Subscribers to Verizon's high-powered fiber-optic Internet service (FiOS) are reporting that when they mistype a Web site address, they get redirected to Verizon's own search engine page -- even if they don't have Verizon's search page set as their default.

The change has been advertised by Verizon as a way to help users reach the site they were trying to get to, but some are concerned that it's done more to gain revenue from advertisements placed on the Verizon search site.

"It was the very first thing I noticed when Verizon finally got FiOS installed here the other day. Very annoying and hardly in the spirit of net neutrality, eh?," wrote one Webmaster World user, who originally had Google set as his default search engine.

Verizon first rolled out what it calls its "Advanced Web Search" for FiOS subscribers in the Midwest in June 2007.

The search redirects a mistyped Web site address, such as "" rather than "", to Verizon's own search page, containing a list of similar Web site addresses and advertisements powered by Google rivals such as Yahoo and

Verizon, or any other Internet provider that uses a similar system, could generate revenue from the users visiting the pages, even if they don't click on the ads--or if they never intended to visit the site in the first place.

Technology forums such as Broadband Reports and WebMasterWorld are reporting that Verizon has now extended its "Advanced Web Search" feature to FiOS subscribers in Maryland and Virginia as well.

"How common is this - ISPs profitting from direct navigation failures? If it isn't then this is likely the wave of the future," wrote one peeved Web surfer.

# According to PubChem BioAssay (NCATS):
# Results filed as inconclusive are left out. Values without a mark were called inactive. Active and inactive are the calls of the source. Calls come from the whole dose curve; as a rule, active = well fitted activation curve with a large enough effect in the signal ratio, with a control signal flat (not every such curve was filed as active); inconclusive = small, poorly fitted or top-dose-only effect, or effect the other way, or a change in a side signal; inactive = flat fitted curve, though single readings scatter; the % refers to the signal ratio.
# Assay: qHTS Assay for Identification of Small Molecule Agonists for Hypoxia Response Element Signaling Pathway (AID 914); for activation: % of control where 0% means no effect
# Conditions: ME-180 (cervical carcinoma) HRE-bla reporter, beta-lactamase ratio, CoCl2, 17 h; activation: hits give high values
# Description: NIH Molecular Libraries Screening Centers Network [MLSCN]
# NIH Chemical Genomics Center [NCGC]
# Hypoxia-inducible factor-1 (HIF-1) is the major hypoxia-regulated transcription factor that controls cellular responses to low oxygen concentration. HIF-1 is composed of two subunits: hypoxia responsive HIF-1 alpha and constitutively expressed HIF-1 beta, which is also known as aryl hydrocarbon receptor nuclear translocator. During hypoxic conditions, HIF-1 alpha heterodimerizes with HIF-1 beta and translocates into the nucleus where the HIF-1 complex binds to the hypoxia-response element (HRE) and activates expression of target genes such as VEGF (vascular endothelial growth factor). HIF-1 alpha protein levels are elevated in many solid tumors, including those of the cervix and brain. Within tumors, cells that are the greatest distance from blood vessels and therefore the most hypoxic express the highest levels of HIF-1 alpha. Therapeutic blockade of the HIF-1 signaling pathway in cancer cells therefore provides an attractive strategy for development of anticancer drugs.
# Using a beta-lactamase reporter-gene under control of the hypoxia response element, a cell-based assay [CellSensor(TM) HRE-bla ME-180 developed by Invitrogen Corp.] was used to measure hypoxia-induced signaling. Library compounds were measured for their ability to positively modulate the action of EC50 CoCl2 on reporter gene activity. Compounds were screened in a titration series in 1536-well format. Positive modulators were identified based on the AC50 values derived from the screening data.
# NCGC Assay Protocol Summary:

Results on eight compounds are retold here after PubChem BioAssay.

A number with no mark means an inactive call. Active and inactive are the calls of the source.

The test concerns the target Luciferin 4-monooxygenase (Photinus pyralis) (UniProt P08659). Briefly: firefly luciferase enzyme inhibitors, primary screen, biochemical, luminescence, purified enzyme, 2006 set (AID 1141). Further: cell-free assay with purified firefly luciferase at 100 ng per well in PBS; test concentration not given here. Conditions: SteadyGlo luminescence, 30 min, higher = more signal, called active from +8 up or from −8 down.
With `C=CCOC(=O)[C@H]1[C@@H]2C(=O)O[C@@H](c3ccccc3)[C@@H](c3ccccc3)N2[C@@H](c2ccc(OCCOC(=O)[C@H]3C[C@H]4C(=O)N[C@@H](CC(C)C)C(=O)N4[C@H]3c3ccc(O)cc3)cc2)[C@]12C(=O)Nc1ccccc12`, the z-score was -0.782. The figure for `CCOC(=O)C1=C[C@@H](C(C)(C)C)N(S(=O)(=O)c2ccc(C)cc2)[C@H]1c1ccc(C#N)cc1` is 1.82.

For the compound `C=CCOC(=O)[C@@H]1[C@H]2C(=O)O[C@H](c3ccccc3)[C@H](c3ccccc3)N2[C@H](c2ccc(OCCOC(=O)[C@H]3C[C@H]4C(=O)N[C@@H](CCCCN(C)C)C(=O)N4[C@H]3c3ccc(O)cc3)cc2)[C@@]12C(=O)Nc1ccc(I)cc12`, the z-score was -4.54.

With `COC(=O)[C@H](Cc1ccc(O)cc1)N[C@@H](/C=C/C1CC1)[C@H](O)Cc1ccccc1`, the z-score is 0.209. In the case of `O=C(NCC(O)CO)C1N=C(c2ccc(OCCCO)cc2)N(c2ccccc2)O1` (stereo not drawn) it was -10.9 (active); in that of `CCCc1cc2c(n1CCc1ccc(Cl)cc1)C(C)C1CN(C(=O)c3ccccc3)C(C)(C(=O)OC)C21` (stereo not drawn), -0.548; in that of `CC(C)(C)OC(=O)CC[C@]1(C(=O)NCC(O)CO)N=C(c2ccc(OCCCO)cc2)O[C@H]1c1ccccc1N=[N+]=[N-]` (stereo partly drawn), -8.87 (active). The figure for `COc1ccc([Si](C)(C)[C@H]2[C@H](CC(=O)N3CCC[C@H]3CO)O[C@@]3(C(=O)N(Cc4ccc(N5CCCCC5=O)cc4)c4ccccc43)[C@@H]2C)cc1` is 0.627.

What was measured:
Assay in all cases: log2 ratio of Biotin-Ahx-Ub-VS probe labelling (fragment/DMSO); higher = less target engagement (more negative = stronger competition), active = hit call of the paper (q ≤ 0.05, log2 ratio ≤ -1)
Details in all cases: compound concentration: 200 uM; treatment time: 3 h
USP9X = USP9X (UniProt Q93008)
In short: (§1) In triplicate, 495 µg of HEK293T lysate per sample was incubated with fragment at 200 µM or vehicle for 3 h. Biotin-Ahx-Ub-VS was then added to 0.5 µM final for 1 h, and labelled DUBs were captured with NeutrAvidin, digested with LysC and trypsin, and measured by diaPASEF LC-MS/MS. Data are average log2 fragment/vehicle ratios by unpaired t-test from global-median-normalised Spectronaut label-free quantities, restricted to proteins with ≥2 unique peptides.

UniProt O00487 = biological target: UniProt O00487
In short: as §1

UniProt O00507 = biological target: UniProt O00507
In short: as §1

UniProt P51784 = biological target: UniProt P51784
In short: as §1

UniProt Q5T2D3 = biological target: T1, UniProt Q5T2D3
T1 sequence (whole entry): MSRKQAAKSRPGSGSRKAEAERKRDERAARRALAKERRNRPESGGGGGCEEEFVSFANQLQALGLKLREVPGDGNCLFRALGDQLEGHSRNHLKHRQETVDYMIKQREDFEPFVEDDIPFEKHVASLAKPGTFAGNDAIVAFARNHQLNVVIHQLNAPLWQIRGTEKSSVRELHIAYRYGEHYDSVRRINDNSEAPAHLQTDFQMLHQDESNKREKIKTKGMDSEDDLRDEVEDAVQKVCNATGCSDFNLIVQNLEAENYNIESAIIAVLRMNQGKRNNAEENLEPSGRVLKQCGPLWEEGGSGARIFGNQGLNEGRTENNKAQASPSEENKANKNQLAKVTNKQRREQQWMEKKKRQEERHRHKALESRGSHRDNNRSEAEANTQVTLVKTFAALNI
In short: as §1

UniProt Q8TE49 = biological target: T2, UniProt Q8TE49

If you don't want to have your search results interfered with, Verizon has set up an "opt out" procedure to reset your DNS settings. Make sure to follow the directions carefully and run several test searches with mistyped addresses to make sure you get the right--or wrong, in this case--result.

The Shape Of Things To Come?

Using mistyped domain names to redirect users to search pages full of ads has been tried before, by Internet providers such as Cox and Earthlink.

In order to redirect the user to the search sites, the user's Domain Name Service (DNS) settings are altered, which can interfere with previously set network security and safe Internet browsing features.

It also raises the question of whether or not an Internet provider that automatically redirects a user's searches without telling them will also shape the results they do get, such as filtering their searches to get specific results.

Preferential results from Internet providers is a prime concern for supporters of "net neutrality," the principle that all content on the Internet should be accessesd freely and equally. Supporters of net neutrality believe that Internet providers may redirect users from their preferred Web pages or content to content the provider favors--such as redirecting a user from Google's search page to Verizon's.

Although Verizon opposes net neutrality, it has also said repeatedly that it would not block content or favor its own offerings over rivals--although it now appears to be doing just that.

The telecom giant recently got into hot water over its blocking of text messages from abortion rights group NARAL, leading to a quick reversal.